Curator Rokhee Hwang is presenting the first of 2 exhibitions of contemporary South Korean artists at J/M Gallery in London’s Notting Hill. Sang Woon Nam and Ji Young Hong ‘Love Under the Blue Moon’ runs from 28th July – 14th August.
Curator Vittoria Beltrame, who recently hosted EU Diplomat Beatrice Covassi’s ‘A European Show’ at the J/M Gallery, is co-curating the exhibition with Rokhee Hwang.
South Korean culture has gained worldwide recognition recently, with enormous interest in the country’s Pop culture, music, entertainment and art scene. Curator Rokhee Hwang of The Mews Gallery in Gangneung, is on a mission to introduce the most exciting emerging and more established South Korean contemporary artists to a global audience, and she is bringing Sang Woon Nam and Ji-Young Hong to the J/M gallery on Portobello Road to showcase their new work in their first UK exhibition: ‘Love under the Blue Moon’. Both artists have exhibited widely and are prominent on the art scene in their native South Korea, so Rokhee Hwang is excited about introducing their work to the London contemporary art world.
Sang Woon Nam’s photo-realist paintings feature a mystical landscape evoking a blue moon, while the abstract paintings of Ji Young-Hong are formed with multiple layers of colour which will transport some of the vibrant energy of Seoul to the J/M Gallery space. Sang Woon Nam’s use of blue moon symbolism lends the exhibition its title ‘Love Under the Blue Moon’, and these spiritual moon paintings are complemented by Young-Hongs eclectic display of abstract portraits.
The use of blue in Sang Woon Nam’s Blue Moon paintings expands on the artistic lineage of the colour blue, from the blue paint pigment made from crushed lapis lazuli used by early Renaissance artists such as Giotto, to the International Klein Blue (IKB) created and trademarked by Nouveau realist artist Yves Klein in 1957, which he claimed represented the immaterial, pure form and space, and the infinity of the sky. Sang Woon Nam’s feature the blue moon, an additional full moon that appears in a calendar month. The expression ‘one in a blue moon’ comes from the fact that on average, this comical event happens only every 2.7 years.
Sang Woon Nam has trying to find the ‘perfect blue’ in his paintings for more than twenty years, an obsession almost on a par with Yves Klein’s development of IKB. Sang Woon Nam’s highly photorealistic and intricate paintings are inundated with the hue of blue which the artist has found solace in. He believes that the wording of ‘blue’ restricts the exploration of the colour, as there are so many vast differences in emotions that slight hues of blue incite. For Sang-Woon, his ‘blue moon’ colour represents the rarity of finding such a discovery, one which is accompanied by symbolic uses of lotus leaves. This shade which he has come to know as ‘Blue Moon’ is used across the majority of his work.
Lotus Leaves also feature prominently in Sang Woon’s paintings, and they highly significant in South Korean culture as symbols of creation, rebirth and reproduction, and a magical flower found in Korean Buddhist temples. The lotus is one of the most recognisable Buddhist symbols of enlightenment. A zen verse says: “May we exist in muddy water with purity, like a lotus.”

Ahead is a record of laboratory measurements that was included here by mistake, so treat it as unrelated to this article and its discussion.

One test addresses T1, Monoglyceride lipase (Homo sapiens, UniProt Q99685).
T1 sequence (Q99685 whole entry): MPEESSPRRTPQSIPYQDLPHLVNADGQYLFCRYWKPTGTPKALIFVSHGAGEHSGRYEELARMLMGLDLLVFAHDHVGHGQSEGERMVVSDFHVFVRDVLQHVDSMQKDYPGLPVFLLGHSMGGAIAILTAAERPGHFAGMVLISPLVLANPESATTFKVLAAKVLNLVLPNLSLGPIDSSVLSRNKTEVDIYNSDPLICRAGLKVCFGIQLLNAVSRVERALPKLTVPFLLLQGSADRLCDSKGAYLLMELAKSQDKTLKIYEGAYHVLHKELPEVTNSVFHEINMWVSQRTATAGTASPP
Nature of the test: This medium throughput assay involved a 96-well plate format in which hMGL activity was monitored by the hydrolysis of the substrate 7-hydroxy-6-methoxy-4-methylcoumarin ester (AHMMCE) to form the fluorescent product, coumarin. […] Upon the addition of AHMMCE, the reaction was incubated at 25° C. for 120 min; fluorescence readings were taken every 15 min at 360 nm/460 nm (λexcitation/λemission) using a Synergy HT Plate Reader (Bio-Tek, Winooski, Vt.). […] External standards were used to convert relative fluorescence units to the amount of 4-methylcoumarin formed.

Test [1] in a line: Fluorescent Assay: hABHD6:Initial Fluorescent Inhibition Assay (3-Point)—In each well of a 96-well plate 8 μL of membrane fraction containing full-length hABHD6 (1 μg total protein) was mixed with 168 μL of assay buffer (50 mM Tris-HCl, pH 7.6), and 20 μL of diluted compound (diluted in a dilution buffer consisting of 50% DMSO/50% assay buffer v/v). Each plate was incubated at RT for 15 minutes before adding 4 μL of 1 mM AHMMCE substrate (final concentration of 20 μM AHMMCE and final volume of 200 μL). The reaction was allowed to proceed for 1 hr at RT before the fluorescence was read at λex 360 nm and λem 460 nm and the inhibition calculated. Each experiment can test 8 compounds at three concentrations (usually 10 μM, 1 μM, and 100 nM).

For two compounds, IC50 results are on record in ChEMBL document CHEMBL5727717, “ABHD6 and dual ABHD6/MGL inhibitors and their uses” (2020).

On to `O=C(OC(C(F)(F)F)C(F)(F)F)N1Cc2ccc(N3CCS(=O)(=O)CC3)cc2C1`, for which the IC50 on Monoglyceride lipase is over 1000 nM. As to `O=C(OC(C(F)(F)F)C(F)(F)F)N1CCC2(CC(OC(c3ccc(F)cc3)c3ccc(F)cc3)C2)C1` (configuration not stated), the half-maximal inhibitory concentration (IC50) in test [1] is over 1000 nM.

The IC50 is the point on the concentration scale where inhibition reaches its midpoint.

Sang Woon focuses on the lotus leaf as his own signifier of rebirth, experimentation and new beginnings within his practice. Breathing his own version of blue on to the lotus leaves creates a highly realistic, yet abstract feeling, evoking a sense of familiarity. His large-scale paintings seek to absorb the repetitive pittances of regular routine and stress, and unleash them within a constant reproductive process felt in his practice. As with the symbol of the lotus, each painting is rebirthed and reproduced upon each viewing, and the rarity of Sang Woon Nam’s shade of ‘blue moon’ provides the familiar yet abstract qualities as mentioned. What may seem like a high-quality photograph, soon unravels years of expertise and meticulous technique. Sang Woon Nam’s paintings can take from 3–36 months to complete. His hand aims to reproduce what the finest macro lens cannot – a world of detail and intricacy through a blue-mooned lens.
Sang Woon Nam has exhibited in close to 200 exhibitions in South Korea, with over a quarter of those being solo exhibitions. The artist received a doctorate in fine art from Hongik University in the 1990’s.
Ji Young Hong is a well-known artist, academic and writer in South Korea. Ji Young Hong has exhibited widely in South Korea, including residencies in national museums, and awards from leading South Korean art centres. Ji Young Hong studied at Sung-Shin Women’s University, and Chung-Ang University in Seoul, and has quickly established a reputation for her figurative paintings, which utilise unusual clashing palettes.
Ji Young Hong has channelled a previous experience with anxiety into her artistic practice, and is fascinated with the idea of multiple layers of paint correlating with the layers of the skin’s epidermis, a fascination stemming from a period of self-harm where she inflicted scars on her body due to her anxiety.
Ji Young Hong explains:
I have been seeking to unveil a new perspective on anxiety – my anxious habits actually fed their way in to my expression and artistic voice, and have given me a foundation to build new ideas from.
We shouldn’t seek to hide or shy away from what is going on mentally, but embrace it as a part of us, good or ugly. We are so concentrated on presenting an idea of perfection, that we lose sight of what our individual experiences can bring to challenge defined perfections. I hope to realise this through my art.